In this video featurette, the director discusses his decision to use animation over live-action as well as his approach to capturing actors’ performances, on his film about Luis Buñuel's famous documentary, ‘Las Hurdes: Land Without Bread.’
GKIDS has provided AWN readers with an exclusive featurette where director Salvador Simó talks about the making of his acclaimed animated feature, Buñuel In the Labyrinth of The Turtles. In the interview, Simó discusses his approach to making the film, specifically the decision to use animation rather than live-action, as well as the dynamics of recording his actors and how his filmmaking team tried to capture the “feel” of Las Hurdes, the impoverished region of Spain so isolated that bread was unknown.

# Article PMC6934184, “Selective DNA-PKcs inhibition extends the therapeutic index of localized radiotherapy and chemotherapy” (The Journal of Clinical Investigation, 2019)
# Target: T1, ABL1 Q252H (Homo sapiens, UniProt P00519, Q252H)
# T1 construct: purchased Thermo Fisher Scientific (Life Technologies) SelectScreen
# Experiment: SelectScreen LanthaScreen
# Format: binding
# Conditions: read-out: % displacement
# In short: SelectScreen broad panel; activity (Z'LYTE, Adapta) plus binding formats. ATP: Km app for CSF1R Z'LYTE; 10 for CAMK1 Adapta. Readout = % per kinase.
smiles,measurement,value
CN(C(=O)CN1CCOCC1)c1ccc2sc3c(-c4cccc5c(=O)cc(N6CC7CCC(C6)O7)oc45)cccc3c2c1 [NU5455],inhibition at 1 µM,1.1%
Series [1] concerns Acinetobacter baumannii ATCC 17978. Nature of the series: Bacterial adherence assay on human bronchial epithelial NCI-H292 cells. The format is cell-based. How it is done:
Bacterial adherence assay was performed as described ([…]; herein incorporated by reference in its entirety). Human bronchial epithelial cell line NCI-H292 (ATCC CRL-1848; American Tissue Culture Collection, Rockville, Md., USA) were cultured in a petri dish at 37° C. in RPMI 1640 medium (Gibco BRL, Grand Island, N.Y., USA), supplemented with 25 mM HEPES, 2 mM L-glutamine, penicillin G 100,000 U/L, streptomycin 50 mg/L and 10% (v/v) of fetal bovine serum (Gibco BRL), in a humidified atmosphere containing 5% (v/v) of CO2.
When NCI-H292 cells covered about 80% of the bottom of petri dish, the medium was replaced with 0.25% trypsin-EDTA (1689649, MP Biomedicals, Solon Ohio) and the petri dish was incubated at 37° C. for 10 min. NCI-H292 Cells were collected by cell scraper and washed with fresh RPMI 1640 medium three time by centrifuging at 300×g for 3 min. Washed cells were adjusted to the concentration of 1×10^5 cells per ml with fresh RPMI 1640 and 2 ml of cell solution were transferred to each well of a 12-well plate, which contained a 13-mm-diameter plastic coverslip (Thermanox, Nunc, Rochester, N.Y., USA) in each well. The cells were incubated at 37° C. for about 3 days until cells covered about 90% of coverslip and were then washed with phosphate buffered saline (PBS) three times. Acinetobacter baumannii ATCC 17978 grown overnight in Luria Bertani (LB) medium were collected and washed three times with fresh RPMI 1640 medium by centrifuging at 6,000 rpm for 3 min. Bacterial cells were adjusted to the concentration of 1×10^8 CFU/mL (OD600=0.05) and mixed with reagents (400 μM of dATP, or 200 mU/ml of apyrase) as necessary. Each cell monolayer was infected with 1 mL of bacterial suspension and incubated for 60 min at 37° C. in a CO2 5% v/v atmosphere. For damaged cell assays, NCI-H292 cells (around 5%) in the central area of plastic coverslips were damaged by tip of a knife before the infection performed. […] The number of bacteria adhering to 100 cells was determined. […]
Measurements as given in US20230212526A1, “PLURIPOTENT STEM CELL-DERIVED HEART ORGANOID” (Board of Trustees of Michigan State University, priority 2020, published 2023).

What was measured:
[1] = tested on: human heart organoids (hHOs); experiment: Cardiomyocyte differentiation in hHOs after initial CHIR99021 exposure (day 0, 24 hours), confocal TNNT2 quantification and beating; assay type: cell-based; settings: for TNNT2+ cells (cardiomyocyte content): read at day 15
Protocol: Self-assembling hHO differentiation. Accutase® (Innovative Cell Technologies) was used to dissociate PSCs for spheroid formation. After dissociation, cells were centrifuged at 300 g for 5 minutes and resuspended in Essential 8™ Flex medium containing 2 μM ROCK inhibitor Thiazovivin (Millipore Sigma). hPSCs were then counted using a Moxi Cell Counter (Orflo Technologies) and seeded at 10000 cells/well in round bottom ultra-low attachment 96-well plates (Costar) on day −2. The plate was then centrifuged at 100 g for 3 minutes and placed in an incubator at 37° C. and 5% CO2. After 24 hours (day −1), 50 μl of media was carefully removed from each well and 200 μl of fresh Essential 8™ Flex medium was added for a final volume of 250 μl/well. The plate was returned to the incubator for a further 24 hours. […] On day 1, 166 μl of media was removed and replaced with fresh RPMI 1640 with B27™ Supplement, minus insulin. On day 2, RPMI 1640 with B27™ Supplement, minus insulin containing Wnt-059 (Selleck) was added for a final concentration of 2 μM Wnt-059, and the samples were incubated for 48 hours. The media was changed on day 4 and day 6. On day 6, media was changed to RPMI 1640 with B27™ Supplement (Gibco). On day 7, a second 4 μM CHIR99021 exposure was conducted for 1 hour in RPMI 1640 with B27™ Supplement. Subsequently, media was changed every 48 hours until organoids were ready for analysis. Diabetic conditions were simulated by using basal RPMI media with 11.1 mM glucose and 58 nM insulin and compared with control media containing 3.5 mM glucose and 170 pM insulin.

Simó’s "stranger-than-fiction" animated feature will hit select theatres in Los Angeles and New York theaters on August 16. The film tells the true story behind the creation of Luis Buñuel's legendary documentary, Las Hurdes: Land Without Bread. A fascinating episode in cinematic history, the film uses sensitive performances as well as excerpts from Buñuel's filmography to present a deeply affecting and humanistic portrait of an artist hunting for his purpose.
Paris, 1930, the infamous surrealist filmmaker Luis Buñuel is left penniless after the scandalous release of L'Age d'Or leads to a falling out with collaborator Salvador Dalí. On a whim, Buñuel's good friend, sculptor Ramón Acín, buys a lottery ticket and promises to devote his winnings to fund Buñuel's next film. Incredibly, Ramón wins the jackpot, sending the two friends to the remote mountains of their native Spain to film the documentary Las Hurdes: Land Without Bread. Driven by mad artistic impulse and haunted by childhood memories, Buñuel must confront the specter of mortality looming over the lives of his subjects and his own.
For a list of participating theaters, visit the GKIDS website.